has won the first skirmish of a legal war that started last fall when a class action firm targeted for allegedly charging excessive fees in the John Deere 401(k) plan. Defined contribution plan industry insiders are closely watching the case since a Fidelity loss could have wide ranging impact in that market.
In what is good news for the Boston Behemoth and a set back for Schlichter Bogard & Denton
-- the St. Louis law firm that brought the suit and has been busy filing a score more -- a federal judge in Wisconsin on Wednesday junked
a fee lawsuit against heavy equipment maker Deere & Co.
The dismissal does not mean that Fidelity, or even all 401(k) providers, are out of the woods.
Schlichter Bogard slapped Fidelity with the suit last December following a wave of litigation it brought against plan sponsors. The claim in the plan sponsor suits is simple: the employers failed to perform their fiduciary duty and allowed participants to pay fees that were too high for the services provided.
The Deere case was exceptional among those brought by Schlichter Bogard in that it also named Fidelity as a party to the suit, alleging that Fidelity was also a plan fiduciary. DC plan providers have long taken pains to prevent themselves from assuming plan fiduciary status.
ERISA lawyers interviewed by MFWire
have suggested that Bogard had a slim chance of winning the case, but that they were closely watching it nonetheless.
In his ruling Wednesday on the Deere complaint, Judge John Shabaz
of the U.S. District Court for the Western District of Wisconsin, described the complaint as a "rambling 38-page collection long on legal argument, public policy rhetoric and repetition, but vague in its allegations of facts which might be relevant to the claims alleged."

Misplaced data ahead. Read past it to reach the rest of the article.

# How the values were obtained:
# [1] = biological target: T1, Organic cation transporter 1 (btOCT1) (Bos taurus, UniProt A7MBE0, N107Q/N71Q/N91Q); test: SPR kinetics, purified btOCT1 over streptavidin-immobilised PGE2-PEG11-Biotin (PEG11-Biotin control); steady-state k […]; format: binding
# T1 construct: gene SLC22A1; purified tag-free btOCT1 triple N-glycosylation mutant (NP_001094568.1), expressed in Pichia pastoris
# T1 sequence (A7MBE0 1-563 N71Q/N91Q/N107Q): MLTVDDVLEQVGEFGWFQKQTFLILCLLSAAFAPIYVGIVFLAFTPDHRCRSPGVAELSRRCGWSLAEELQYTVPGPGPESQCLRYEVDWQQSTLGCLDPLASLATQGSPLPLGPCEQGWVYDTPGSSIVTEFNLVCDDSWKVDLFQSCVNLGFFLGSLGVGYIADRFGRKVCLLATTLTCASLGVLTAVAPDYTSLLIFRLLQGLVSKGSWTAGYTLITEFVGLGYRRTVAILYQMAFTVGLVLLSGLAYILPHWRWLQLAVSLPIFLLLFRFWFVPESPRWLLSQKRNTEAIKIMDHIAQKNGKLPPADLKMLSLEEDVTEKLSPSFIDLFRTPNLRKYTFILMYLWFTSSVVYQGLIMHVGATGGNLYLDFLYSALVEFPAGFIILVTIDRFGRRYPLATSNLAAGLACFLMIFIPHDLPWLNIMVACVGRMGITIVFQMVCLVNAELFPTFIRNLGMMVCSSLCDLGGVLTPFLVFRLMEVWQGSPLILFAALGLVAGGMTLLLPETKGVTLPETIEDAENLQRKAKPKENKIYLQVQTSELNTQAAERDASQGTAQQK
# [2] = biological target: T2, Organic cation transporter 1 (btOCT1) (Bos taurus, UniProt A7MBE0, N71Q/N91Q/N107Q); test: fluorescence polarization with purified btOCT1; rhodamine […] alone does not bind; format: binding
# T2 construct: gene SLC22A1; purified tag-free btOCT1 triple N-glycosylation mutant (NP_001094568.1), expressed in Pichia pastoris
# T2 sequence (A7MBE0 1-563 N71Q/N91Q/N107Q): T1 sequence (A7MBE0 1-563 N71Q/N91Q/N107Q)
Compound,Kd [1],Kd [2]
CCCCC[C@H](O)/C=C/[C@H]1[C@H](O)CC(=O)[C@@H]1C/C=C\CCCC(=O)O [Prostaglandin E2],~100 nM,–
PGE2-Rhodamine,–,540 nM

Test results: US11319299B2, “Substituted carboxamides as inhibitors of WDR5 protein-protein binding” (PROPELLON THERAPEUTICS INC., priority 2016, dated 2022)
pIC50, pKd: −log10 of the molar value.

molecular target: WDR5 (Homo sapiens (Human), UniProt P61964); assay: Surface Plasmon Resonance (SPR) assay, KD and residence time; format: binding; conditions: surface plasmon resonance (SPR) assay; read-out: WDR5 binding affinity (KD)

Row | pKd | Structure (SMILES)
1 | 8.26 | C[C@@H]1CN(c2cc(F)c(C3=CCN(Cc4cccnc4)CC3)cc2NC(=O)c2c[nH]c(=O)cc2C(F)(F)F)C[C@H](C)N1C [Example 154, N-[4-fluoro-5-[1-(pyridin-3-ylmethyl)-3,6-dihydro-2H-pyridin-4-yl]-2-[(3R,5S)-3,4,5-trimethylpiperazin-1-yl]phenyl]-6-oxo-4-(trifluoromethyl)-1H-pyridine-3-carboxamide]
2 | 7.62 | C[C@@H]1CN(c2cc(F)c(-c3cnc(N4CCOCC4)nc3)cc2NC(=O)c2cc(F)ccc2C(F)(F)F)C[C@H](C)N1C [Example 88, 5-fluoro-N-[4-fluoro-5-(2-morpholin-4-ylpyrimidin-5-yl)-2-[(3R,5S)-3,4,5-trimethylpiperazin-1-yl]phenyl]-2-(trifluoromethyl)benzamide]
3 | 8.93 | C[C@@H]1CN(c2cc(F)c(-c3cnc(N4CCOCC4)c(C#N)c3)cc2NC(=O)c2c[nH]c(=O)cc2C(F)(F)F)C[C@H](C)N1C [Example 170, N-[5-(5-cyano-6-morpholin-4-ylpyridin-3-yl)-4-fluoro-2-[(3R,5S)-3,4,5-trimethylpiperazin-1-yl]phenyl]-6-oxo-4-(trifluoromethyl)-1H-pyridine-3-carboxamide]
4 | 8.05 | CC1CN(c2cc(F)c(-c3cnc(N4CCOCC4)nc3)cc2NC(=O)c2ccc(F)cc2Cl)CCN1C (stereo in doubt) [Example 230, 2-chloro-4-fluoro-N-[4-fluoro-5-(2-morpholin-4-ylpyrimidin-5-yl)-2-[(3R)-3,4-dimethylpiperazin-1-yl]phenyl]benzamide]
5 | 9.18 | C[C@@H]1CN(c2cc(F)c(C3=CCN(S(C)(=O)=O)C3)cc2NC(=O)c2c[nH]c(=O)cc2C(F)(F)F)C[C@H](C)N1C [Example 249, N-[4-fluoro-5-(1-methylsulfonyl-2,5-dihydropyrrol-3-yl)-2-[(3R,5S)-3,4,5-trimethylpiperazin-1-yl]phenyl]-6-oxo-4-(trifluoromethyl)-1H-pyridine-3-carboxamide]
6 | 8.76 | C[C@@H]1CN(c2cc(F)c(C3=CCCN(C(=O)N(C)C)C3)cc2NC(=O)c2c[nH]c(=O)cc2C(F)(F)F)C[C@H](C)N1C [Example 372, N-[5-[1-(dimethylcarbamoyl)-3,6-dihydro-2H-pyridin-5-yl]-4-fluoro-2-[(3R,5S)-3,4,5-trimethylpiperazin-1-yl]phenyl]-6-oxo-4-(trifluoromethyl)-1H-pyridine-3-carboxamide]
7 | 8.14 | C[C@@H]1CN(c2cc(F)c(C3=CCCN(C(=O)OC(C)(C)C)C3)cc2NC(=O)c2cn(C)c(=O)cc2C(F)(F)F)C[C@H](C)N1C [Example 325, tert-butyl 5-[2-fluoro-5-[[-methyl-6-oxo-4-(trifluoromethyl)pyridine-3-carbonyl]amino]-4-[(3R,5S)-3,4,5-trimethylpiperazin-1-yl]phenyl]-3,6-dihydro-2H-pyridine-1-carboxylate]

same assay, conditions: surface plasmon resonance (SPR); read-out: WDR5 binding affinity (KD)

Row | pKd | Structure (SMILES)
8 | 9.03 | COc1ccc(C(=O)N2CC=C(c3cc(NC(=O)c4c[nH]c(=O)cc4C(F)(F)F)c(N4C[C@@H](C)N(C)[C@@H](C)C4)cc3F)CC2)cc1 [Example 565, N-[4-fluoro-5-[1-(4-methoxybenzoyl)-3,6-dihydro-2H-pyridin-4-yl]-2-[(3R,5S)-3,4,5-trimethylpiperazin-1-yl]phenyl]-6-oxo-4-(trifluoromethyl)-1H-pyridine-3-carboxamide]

"The allegedly omitted disclosures are not required by the language of the regulations," Shabaz wrote, adding that "there is nothing to suggest that receiving this additional non-prescribed information would effectively enhance investment decisions."
On the issue of excessive fees, Shabaz wrote: "The only possible conclusion is that to the extent participants incurred excessive expenses, those losses were the result of participants exercising control over their investments within the meaning of the safe harbor provision."
"We agree with the ruling," said Fidelity spokesperson Vin Loporchio, adding: "We believe we provide valuable services to 401(k) clients for whom Fidelity serves as a recordkeeper and trustee."
, a spokesperson for Deere, said: "We believe the case was without merit and we agree with the judge's ruling."
, president of the Profit Sharing/401(k) Council of America, hailed the ruling as an "important recognition that companies and their providers who sponsor excellent retirement programs, especially when the fees paid by the plan are institutional, will not have to go through a long and expensive process in order to prove that they're meeting their legal obligations."
STILL IN THE WOODS
Besides the Deere suit, Fidelity was named in two other fee lawsuits filed by St. Louis-based Schlichter Bogard, which has lodged a total of more than a dozen complaints against large plan sponsors and providers since last fall. In two suits, Fidelity was named co-defendant alongside sponsors ABB
Meanwhile, Fidelity is not alone in finding itself in the docket because of what class action lawyers characterize as excessive fees. Separately, Chicago-based SimmonsCooper has also brought a case against Principal Financial that was filed in August.
The dismissal is not dimming the hopes of the lawyer who was behind the suit. Jerome Schlichter
, managing partner at Schlichter Bogard & Denton
, which filed the complaint on behalf of four Deere employees, told sister publication 401kWire.com
that the Deere case was the "only case in which a judge ruled this way."
"We intend to pursue the case and we expect to prevail," Schlichter said.
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